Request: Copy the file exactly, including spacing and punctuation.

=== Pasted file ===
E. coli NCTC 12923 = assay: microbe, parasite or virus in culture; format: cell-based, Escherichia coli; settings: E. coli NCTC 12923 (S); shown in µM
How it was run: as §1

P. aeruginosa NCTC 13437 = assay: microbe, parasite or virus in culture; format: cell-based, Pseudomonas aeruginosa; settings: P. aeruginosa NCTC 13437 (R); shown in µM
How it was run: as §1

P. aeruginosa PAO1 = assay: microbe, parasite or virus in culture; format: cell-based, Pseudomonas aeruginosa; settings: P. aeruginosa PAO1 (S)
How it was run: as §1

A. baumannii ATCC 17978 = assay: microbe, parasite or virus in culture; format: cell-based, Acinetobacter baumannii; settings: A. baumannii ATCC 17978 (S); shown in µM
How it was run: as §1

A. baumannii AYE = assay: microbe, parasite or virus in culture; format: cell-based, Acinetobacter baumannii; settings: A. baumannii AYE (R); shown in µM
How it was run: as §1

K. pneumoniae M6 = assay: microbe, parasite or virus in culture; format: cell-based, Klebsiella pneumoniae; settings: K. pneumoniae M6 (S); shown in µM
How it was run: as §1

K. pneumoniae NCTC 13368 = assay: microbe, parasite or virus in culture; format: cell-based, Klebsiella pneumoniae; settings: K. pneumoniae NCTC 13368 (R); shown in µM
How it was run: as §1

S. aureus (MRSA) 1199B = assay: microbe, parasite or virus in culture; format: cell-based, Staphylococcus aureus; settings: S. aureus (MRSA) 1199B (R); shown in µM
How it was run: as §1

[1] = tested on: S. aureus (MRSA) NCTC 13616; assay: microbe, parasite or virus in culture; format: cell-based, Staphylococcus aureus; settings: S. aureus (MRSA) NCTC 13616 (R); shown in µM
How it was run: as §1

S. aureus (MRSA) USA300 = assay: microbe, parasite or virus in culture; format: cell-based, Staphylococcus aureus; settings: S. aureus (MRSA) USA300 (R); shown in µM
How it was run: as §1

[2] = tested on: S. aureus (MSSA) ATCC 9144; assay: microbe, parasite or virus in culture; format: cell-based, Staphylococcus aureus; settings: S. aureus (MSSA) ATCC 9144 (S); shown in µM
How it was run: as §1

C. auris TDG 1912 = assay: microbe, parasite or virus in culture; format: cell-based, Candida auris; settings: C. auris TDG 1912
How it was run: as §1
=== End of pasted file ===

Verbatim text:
E. coli NCTC 12923 = assay: microbe, parasite or virus in culture; format: cell-based, Escherichia coli; settings: E. coli NCTC 12923 (S); shown in µM
How it was run: as §1

P. aeruginosa NCTC 13437 = assay: microbe, parasite or virus in culture; format: cell-based, Pseudomonas aeruginosa; settings: P. aeruginosa NCTC 13437 (R); shown in µM
How it was run: as §1

P. aeruginosa PAO1 = assay: microbe, parasite or virus in culture; format: cell-based, Pseudomonas aeruginosa; settings: P. aeruginosa PAO1 (S)
How it was run: as §1

A. baumannii ATCC 17978 = assay: microbe, parasite or virus in culture; format: cell-based, Acinetobacter baumannii; settings: A. baumannii ATCC 17978 (S); shown in µM
How it was run: as §1

A. baumannii AYE = assay: microbe, parasite or virus in culture; format: cell-based, Acinetobacter baumannii; settings: A. baumannii AYE (R); shown in µM
How it was run: as §1

K. pneumoniae M6 = assay: microbe, parasite or virus in culture; format: cell-based, Klebsiella pneumoniae; settings: K. pneumoniae M6 (S); shown in µM
How it was run: as §1

K. pneumoniae NCTC 13368 = assay: microbe, parasite or virus in culture; format: cell-based, Klebsiella pneumoniae; settings: K. pneumoniae NCTC 13368 (R); shown in µM
How it was run: as §1

S. aureus (MRSA) 1199B = assay: microbe, parasite or virus in culture; format: cell-based, Staphylococcus aureus; settings: S. aureus (MRSA) 1199B (R); shown in µM
How it was run: as §1

[1] = tested on: S. aureus (MRSA) NCTC 13616; assay: microbe, parasite or virus in culture; format: cell-based, Staphylococcus aureus; settings: S. aureus (MRSA) NCTC 13616 (R); shown in µM
How it was run: as §1

S. aureus (MRSA) USA300 = assay: microbe, parasite or virus in culture; format: cell-based, Staphylococcus aureus; settings: S. aureus (MRSA) USA300 (R); shown in µM
How it was run: as §1

[2] = tested on: S. aureus (MSSA) ATCC 9144; assay: microbe, parasite or virus in culture; format: cell-based, Staphylococcus aureus; settings: S. aureus (MSSA) ATCC 9144 (S); shown in µM
How it was run: as §1

C. auris TDG 1912 = assay: microbe, parasite or virus in culture; format: cell-based, Candida auris; settings: C. auris TDG 1912
How it was run: as §1